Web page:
Having thoughts about, or an unusual preoccupation with, suicide is defined as suicidal ideation. Suicidal ideation can vary from fleeting thoughts of suicide to detailed planning and unsuccessful attempts. Suicidal ideation often goes hand in hand with depression, although a person may also begin to have thoughts of suicide when they have trouble managing an overwhelming situation, like the loss of a loved one or a job, a break-up, feelings of remorse or rejection, or sexual abuse. While many people who experience suicidal ideation never make a suicide attempt, enough do that it is considered a dangerous condition. Treatment with a mental health professional is one of the best ways to prevent suicidal ideation and suicide attempts. If you or someone you know is having suicidal thoughts, get help right away (call the National Suicide Prevention Lifeline, 800-273-8255).
Local Experts in Suicidal Ideation
I am intensively trained in Dialectical Behavior Therapy. DBT is the most widely accepted evidenced based treatment for Borderline Personality Disorder. A key feature I treat is suicidal ideation. I work in a clinic that specializes in treating BPD. I teach DBT to other therapists and interns. I lead two DBT consultations in the area.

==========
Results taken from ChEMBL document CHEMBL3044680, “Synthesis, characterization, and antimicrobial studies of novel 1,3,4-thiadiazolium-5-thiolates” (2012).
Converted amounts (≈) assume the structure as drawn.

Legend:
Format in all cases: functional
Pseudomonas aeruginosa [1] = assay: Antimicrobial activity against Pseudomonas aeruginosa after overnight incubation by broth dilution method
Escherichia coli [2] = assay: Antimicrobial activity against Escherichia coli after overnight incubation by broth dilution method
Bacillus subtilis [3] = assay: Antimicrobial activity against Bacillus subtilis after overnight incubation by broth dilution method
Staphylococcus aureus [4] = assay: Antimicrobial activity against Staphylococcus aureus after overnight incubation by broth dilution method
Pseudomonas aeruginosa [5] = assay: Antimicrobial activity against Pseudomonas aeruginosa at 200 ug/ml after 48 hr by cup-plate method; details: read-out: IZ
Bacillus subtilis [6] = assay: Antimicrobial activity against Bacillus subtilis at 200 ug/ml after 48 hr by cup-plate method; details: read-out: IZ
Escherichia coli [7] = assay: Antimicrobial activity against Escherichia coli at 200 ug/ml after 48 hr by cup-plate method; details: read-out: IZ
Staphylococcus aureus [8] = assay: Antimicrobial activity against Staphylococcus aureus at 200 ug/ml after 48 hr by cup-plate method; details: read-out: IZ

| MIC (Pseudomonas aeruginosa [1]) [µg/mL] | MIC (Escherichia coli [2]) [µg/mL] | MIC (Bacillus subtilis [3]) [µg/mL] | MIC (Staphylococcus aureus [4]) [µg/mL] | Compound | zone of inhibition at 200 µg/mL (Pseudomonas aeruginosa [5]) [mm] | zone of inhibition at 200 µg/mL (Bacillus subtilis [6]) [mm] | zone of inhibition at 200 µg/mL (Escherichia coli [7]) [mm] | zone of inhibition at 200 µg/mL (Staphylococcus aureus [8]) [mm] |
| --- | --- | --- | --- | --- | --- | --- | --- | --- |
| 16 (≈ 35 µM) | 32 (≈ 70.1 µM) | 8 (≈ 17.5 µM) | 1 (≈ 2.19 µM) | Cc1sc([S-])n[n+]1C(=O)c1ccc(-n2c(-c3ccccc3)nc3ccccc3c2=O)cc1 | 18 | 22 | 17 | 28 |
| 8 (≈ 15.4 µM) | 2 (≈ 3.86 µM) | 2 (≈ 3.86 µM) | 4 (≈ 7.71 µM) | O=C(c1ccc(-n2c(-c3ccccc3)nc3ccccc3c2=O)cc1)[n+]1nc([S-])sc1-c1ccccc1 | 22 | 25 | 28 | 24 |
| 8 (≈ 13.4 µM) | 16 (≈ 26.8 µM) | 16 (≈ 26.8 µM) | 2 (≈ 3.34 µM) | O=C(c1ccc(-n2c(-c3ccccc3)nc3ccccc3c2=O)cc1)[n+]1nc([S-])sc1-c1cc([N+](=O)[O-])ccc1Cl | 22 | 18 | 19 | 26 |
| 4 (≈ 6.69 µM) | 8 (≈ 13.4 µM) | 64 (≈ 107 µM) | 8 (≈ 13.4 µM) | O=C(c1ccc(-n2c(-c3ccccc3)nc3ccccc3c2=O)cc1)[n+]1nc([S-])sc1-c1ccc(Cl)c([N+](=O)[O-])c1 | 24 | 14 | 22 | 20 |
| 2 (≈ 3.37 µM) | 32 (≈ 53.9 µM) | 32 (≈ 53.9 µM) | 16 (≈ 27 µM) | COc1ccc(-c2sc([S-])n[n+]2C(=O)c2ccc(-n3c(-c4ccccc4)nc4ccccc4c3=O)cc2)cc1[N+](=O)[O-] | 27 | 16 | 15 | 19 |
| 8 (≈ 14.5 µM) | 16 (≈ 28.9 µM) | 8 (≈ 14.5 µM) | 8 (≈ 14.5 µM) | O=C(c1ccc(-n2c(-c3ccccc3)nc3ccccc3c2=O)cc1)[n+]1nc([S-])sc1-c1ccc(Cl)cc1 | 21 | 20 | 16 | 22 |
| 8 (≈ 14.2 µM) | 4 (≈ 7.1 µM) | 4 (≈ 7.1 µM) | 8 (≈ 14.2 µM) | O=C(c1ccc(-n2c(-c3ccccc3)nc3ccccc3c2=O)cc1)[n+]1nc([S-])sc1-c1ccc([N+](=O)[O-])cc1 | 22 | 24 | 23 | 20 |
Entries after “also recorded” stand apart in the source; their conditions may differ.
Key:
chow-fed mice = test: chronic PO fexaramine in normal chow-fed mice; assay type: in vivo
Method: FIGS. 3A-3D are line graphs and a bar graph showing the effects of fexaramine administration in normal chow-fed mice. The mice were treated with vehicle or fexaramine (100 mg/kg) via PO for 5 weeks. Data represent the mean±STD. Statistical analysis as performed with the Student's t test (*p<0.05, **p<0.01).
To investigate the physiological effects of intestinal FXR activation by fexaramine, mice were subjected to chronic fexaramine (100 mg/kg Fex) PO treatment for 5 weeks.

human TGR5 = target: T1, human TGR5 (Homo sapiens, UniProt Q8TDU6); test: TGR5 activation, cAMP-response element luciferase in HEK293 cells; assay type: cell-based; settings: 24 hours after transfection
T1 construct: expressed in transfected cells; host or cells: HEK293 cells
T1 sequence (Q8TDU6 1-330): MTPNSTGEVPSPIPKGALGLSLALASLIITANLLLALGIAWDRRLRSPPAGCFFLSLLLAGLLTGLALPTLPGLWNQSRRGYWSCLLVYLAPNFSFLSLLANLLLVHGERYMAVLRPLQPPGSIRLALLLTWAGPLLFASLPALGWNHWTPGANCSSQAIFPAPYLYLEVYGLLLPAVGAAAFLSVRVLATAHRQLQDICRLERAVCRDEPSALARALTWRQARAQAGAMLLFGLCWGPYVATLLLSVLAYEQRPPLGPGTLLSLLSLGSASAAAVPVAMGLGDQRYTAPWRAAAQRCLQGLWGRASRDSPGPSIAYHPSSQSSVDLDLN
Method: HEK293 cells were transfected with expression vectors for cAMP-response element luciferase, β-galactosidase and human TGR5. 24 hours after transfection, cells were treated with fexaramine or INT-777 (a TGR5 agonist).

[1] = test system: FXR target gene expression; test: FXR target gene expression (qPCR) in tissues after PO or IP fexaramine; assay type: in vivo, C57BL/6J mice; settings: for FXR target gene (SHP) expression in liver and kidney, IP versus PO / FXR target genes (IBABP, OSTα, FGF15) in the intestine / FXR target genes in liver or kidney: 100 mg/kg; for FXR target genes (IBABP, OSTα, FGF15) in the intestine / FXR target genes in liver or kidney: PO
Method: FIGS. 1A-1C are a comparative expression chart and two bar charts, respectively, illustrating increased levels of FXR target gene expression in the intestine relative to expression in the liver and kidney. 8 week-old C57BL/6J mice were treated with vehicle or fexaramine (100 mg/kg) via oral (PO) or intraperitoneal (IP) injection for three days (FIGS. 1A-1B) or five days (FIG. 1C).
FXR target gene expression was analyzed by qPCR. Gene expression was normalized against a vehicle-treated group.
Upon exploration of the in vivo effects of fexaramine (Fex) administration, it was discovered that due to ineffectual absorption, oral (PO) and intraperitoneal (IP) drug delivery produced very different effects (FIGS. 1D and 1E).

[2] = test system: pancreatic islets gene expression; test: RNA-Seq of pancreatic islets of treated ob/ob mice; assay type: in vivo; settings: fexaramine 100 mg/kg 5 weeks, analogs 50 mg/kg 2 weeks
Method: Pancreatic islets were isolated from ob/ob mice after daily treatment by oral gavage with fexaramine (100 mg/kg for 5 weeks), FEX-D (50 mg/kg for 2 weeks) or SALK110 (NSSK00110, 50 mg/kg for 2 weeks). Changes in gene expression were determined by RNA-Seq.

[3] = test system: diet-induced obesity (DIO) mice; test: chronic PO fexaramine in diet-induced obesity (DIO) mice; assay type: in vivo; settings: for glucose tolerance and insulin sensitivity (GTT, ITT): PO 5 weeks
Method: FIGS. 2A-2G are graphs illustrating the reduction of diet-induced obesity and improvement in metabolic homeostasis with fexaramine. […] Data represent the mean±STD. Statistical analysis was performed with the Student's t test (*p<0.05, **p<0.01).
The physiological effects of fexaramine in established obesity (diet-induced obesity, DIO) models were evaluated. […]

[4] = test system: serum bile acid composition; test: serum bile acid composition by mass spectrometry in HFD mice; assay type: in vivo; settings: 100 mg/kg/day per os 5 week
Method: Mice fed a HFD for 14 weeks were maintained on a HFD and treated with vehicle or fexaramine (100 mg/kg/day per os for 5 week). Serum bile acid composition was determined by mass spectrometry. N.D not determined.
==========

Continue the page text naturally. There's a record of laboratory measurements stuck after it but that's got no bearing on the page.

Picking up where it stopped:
Dialectical Behavior Therapy (DBT) is considered the 'gold standard' for complex and severe emotional disorders including chronic suicidality. I specialize in DBT and for over a decade I have witnessed clients labeled 'difficult to treat' by other providers learn to turn down the volume on intense emotions and create a life that is worth living. It's time for the suffering to end. I can help.
I have a extensive background working with college students, who often presented with high suicidal idealization.
I am confident and skilled in approaching and supporting the difficult subject of suicidal idealization. I am a crisis response counselor for a local county, and am trained in ASIST and Safety planning for adults and adolescents. I approach suicidal idealization and self-harm with a balance of empathy, concern, and hope.